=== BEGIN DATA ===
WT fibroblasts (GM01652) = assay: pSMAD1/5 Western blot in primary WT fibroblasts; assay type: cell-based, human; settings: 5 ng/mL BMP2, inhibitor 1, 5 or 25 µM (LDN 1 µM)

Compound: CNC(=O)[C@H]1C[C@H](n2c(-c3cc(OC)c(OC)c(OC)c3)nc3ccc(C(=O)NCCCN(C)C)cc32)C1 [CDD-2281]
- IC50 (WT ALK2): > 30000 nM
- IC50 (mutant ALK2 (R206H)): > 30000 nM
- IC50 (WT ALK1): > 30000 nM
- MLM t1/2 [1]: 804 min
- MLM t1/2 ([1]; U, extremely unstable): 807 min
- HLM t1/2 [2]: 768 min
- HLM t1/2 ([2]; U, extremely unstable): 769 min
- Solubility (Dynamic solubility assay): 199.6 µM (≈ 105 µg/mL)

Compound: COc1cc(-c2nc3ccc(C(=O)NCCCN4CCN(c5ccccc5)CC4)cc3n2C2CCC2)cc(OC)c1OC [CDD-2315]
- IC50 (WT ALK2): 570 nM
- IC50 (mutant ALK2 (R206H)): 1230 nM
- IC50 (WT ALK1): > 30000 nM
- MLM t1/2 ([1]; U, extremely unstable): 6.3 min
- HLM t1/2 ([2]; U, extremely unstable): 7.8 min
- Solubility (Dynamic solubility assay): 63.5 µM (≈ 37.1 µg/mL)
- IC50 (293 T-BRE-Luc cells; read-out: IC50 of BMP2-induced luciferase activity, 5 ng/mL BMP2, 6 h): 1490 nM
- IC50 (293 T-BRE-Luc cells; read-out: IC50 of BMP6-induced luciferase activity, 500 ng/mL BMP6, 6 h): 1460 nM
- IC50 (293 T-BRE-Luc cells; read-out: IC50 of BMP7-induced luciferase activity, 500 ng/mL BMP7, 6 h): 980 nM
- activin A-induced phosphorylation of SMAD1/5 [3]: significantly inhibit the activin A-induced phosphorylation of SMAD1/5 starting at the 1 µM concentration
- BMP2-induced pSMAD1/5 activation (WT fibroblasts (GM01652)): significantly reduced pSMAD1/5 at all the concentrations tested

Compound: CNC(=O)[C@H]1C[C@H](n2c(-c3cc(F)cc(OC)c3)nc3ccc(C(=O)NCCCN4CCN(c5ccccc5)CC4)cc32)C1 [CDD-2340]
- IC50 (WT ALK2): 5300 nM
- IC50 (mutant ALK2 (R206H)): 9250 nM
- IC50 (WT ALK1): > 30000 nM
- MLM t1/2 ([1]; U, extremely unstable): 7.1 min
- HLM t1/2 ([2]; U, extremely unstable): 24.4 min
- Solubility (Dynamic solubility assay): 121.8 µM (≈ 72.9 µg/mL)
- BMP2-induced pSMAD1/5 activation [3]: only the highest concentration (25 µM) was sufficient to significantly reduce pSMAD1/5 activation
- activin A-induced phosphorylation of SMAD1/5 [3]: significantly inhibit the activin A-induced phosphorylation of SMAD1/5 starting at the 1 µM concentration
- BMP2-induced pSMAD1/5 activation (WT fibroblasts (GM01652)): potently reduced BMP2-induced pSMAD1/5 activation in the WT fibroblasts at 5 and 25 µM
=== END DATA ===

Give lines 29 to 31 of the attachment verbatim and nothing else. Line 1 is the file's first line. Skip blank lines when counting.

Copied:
- Solubility (Dynamic solubility assay): 121.8 µM (≈ 72.9 µg/mL)
- BMP2-induced pSMAD1/5 activation [3]: only the highest concentration (25 µM) was sufficient to significantly reduce pSMAD1/5 activation
- activin A-induced phosphorylation of SMAD1/5 [3]: significantly inhibit the activin A-induced phosphorylation of SMAD1/5 starting at the 1 µM concentration